It is proposed to shift provisions related to Victoria’s waste and resource recovery infrastructure planning framework from environment protection legislation to the new Act as it strongly aligns with the objectives and functions of the new waste authority.

This also presents an opportunity to reform and improve the framework. As noted in Recycling Victoria, the new infrastructure planning framework will:

  • include hazardous waste infrastructure
  • plan for waste to energy facilities
  • improve state-wide risk and contingency planning for waste and resource recovery infrastructure
  • ensure land use planning systems align with infrastructure planning.

Importantly, consolidation of the current state-wide infrastructure plan and seven regional implementation plans into a single plan – the Victorian Recycling Infrastructure Plan (VRIP) – is proposed. The new VRIP would consider both state-wide and regional priorities and include the detailed infrastructure schedules that are currently part of regional plans. These infrastructure schedules are an important mechanism for reducing reliance on landfills and – because landfills are responsible for 66 per cent of greenhouse gas emissions from Victoria’s waste sector ­– reducing Victoria’s greenhouse gas emissions[1]. This supports Victoria’s transition to a net zero greenhouse gas emissions economy by 2050, in accordance with the Climate Change Act 2017.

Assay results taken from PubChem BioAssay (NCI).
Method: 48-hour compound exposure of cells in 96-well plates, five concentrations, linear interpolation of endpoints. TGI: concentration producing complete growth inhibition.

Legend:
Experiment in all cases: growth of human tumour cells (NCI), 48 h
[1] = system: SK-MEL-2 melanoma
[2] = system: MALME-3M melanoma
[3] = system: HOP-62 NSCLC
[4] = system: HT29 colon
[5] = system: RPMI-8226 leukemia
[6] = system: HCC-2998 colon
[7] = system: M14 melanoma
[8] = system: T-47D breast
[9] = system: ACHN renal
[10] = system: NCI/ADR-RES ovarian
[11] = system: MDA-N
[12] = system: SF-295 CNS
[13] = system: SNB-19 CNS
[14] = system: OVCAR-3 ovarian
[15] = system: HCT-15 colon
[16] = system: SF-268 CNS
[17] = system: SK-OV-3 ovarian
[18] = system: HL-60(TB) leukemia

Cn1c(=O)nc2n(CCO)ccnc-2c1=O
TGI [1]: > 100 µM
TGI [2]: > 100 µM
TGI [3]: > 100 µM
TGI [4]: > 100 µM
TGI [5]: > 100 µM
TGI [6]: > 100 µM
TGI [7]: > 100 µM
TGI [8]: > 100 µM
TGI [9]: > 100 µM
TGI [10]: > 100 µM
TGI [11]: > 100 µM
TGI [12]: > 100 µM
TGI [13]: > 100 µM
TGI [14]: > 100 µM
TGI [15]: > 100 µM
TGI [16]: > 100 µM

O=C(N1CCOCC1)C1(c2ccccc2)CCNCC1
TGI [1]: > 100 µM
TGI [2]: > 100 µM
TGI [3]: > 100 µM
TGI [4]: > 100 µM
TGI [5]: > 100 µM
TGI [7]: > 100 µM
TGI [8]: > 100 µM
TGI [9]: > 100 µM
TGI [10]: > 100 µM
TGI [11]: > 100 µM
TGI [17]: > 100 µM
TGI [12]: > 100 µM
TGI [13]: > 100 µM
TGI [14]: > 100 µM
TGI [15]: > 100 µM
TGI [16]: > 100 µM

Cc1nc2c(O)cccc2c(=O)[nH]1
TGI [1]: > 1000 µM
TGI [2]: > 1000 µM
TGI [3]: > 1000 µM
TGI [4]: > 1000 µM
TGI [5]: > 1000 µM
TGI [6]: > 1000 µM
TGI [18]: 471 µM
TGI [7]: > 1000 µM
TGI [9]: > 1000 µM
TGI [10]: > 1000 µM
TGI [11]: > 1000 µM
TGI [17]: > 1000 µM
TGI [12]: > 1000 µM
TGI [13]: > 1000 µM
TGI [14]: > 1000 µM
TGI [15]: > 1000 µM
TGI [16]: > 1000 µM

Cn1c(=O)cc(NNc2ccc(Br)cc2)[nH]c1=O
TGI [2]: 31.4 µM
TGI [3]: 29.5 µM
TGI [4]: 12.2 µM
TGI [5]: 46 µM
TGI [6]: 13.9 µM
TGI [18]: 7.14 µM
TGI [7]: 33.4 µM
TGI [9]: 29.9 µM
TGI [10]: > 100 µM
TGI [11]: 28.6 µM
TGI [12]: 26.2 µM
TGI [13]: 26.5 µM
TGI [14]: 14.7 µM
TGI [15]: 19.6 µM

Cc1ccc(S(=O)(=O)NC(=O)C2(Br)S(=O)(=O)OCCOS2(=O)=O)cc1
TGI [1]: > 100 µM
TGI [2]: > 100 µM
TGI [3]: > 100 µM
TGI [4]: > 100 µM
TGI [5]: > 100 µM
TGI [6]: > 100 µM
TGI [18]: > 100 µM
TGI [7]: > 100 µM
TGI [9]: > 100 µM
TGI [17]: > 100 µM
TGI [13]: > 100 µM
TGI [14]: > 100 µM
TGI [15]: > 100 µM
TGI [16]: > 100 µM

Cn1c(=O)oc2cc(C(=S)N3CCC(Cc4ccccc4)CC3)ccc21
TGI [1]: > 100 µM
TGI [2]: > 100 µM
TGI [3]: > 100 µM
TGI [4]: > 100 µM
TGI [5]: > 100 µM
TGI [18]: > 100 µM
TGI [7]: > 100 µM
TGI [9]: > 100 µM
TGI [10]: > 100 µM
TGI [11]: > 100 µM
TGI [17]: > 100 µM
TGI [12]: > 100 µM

Infrastructure plans guide a range of government interventions including investment facilitation, grants, land use planning and regulatory approvals. The benefits of one plan include increased system-wide oversight, better integration and reduced duplication of effort. However, consideration needs to be given to how regional issues are sufficiently emphasised and considered in a single plan. Feedback is sought on preferred legislative or other measures to ensure this.

More detailed information on the content and specific objectives of the new VRIP, the data required to inform it, and the process for developing it (including opportunities for stakeholder engagement) and implementing it will be included in subordinate legislation.

To ensure the effective transfer of these provisions to the new Act and to meet Recycling Victoria’s commitments, it is proposed to expand the current objectives of the planning framework to include:

  • effective risk management, including integration of contingency planning with emergency contingency planning provisions under the Emergency Management Act 2013
  • effective integration with other relevant government policy, planning, and approval and decision-making processes (e.g. environment protection and land use planning decisions)
  • application of the waste hierarchy (with a possible cross reference to the new EP Act).

This will enable appropriate emphasis on risk management and contingency planning as well as clarify that the waste hierarchy will guide the plan’s development.

[1] Victoria’s Greenhouse Gas Emissions Report 2019: